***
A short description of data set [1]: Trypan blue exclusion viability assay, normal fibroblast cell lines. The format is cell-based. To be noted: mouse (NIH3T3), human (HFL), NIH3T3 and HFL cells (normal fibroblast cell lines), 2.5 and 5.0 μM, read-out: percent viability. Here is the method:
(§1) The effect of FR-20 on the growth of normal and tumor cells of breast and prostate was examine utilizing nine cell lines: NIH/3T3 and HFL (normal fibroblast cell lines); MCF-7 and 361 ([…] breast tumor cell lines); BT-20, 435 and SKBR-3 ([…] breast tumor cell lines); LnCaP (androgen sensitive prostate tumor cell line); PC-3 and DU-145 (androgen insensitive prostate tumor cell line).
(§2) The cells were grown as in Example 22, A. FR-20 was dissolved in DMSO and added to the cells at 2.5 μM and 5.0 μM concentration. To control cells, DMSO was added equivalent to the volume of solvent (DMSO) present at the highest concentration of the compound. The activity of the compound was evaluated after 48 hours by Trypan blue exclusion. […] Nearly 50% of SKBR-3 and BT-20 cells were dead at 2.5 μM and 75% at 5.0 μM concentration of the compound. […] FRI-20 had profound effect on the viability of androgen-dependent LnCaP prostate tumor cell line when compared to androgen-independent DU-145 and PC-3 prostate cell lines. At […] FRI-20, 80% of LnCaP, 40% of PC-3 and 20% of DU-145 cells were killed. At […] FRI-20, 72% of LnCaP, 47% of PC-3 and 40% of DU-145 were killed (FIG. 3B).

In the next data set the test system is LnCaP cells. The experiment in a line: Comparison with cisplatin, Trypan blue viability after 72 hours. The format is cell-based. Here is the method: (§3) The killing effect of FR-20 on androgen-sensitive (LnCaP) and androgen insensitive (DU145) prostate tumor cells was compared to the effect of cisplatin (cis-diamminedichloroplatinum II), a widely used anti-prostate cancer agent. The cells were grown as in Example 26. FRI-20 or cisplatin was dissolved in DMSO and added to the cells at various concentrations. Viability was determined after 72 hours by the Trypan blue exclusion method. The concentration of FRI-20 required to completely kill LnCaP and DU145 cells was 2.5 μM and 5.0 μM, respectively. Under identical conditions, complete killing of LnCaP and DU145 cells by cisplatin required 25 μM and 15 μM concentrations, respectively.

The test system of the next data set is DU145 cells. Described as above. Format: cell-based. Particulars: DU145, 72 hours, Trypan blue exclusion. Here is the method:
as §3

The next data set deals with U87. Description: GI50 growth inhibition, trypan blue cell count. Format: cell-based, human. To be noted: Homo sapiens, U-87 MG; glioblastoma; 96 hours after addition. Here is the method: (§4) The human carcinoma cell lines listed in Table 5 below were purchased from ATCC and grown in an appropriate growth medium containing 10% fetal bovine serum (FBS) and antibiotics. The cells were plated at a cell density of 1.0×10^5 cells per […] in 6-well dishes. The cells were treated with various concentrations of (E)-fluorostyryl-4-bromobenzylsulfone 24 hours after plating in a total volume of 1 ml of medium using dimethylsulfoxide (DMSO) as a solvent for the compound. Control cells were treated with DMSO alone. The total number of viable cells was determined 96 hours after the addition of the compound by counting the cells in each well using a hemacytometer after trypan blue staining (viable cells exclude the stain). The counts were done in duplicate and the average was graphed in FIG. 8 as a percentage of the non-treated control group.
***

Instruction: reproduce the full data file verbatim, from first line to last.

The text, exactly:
A short description of data set [1]: Trypan blue exclusion viability assay, normal fibroblast cell lines. The format is cell-based. To be noted: mouse (NIH3T3), human (HFL), NIH3T3 and HFL cells (normal fibroblast cell lines), 2.5 and 5.0 μM, read-out: percent viability. Here is the method:
(§1) The effect of FR-20 on the growth of normal and tumor cells of breast and prostate was examine utilizing nine cell lines: NIH/3T3 and HFL (normal fibroblast cell lines); MCF-7 and 361 ([…] breast tumor cell lines); BT-20, 435 and SKBR-3 ([…] breast tumor cell lines); LnCaP (androgen sensitive prostate tumor cell line); PC-3 and DU-145 (androgen insensitive prostate tumor cell line).
(§2) The cells were grown as in Example 22, A. FR-20 was dissolved in DMSO and added to the cells at 2.5 μM and 5.0 μM concentration. To control cells, DMSO was added equivalent to the volume of solvent (DMSO) present at the highest concentration of the compound. The activity of the compound was evaluated after 48 hours by Trypan blue exclusion. […] Nearly 50% of SKBR-3 and BT-20 cells were dead at 2.5 μM and 75% at 5.0 μM concentration of the compound. […] FRI-20 had profound effect on the viability of androgen-dependent LnCaP prostate tumor cell line when compared to androgen-independent DU-145 and PC-3 prostate cell lines. At […] FRI-20, 80% of LnCaP, 40% of PC-3 and 20% of DU-145 cells were killed. At […] FRI-20, 72% of LnCaP, 47% of PC-3 and 40% of DU-145 were killed (FIG. 3B).

In the next data set the test system is LnCaP cells. The experiment in a line: Comparison with cisplatin, Trypan blue viability after 72 hours. The format is cell-based. Here is the method: (§3) The killing effect of FR-20 on androgen-sensitive (LnCaP) and androgen insensitive (DU145) prostate tumor cells was compared to the effect of cisplatin (cis-diamminedichloroplatinum II), a widely used anti-prostate cancer agent. The cells were grown as in Example 26. FRI-20 or cisplatin was dissolved in DMSO and added to the cells at various concentrations. Viability was determined after 72 hours by the Trypan blue exclusion method. The concentration of FRI-20 required to completely kill LnCaP and DU145 cells was 2.5 μM and 5.0 μM, respectively. Under identical conditions, complete killing of LnCaP and DU145 cells by cisplatin required 25 μM and 15 μM concentrations, respectively.

The test system of the next data set is DU145 cells. Described as above. Format: cell-based. Particulars: DU145, 72 hours, Trypan blue exclusion. Here is the method:
as §3

The next data set deals with U87. Description: GI50 growth inhibition, trypan blue cell count. Format: cell-based, human. To be noted: Homo sapiens, U-87 MG; glioblastoma; 96 hours after addition. Here is the method: (§4) The human carcinoma cell lines listed in Table 5 below were purchased from ATCC and grown in an appropriate growth medium containing 10% fetal bovine serum (FBS) and antibiotics. The cells were plated at a cell density of 1.0×10^5 cells per […] in 6-well dishes. The cells were treated with various concentrations of (E)-fluorostyryl-4-bromobenzylsulfone 24 hours after plating in a total volume of 1 ml of medium using dimethylsulfoxide (DMSO) as a solvent for the compound. Control cells were treated with DMSO alone. The total number of viable cells was determined 96 hours after the addition of the compound by counting the cells in each well using a hemacytometer after trypan blue staining (viable cells exclude the stain). The counts were done in duplicate and the average was graphed in FIG. 8 as a percentage of the non-treated control group.